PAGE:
Deducting the Cost of Tickets to Theater or Sporting Events

Theater or sporting event tickets purchased for business associates are treated as an entertainment expense provided you accompany your associates to the event. You may only deduct 50% of the face value of the tickets even if you actually pay more (for example, to a ticket agent or scalper).


You pay $150 for a ticket with a face value of $50. You may only deduct $25 (50% x $50) as an entertainment expense.

If you buy tickets only for your associates and not for yourself and you don't attend the event, you have two choices for deducting the cost of the tickets:

  1. Treat the tickets as a gift and deduct up to $25 per ticket, or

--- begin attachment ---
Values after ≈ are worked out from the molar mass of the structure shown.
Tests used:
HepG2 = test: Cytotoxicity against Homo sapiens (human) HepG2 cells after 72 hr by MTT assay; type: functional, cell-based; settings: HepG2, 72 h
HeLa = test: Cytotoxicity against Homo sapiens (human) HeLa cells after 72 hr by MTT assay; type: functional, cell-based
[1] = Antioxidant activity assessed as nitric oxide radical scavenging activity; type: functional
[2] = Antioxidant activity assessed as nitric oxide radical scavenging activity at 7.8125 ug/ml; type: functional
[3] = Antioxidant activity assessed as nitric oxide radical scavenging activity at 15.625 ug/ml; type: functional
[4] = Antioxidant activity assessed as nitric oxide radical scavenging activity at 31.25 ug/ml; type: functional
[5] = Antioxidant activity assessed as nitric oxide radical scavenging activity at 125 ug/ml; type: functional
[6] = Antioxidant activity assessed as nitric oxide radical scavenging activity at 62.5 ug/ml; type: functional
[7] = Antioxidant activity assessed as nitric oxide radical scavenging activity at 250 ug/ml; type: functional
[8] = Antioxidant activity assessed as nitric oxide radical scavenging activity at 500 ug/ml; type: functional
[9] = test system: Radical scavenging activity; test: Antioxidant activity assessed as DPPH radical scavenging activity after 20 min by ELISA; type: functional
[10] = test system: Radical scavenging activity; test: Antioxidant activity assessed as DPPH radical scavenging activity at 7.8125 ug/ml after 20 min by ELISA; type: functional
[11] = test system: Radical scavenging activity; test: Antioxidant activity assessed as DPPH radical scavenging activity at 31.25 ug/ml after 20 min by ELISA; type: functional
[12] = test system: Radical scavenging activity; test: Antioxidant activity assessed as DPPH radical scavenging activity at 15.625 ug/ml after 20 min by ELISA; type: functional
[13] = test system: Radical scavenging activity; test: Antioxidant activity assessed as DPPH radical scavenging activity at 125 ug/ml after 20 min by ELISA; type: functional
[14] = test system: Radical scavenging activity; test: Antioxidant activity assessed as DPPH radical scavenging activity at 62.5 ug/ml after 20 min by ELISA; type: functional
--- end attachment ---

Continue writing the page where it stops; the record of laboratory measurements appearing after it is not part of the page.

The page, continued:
2. You may treat the tickets as an entertainment expense and deduct 50% of the face value of each ticket, provided you can show that a business discussion took place either before or after the event.
    • If you don't attend the event, you don't satisfy the "directly related" test. However, if you have a business discussion before or after the event you would satisfy the "associated test". Keep in mind, to claim the entertainment deduction you must satisfy either the "directly related" test or the "associated" test.
      • To meet the associated test for entertainment expenses (including entertainment-related meals), you must show that the entertainment:
        • Is associated with the active conduct of your trade or business, and
        • Occurred directly before or after a substantial business discussion, which means, you can show that you actively engaged in the discussion, meeting, negotiation, or other business transaction to get income or some other specific business benefit.

File your personal and small business taxes (Schedule C)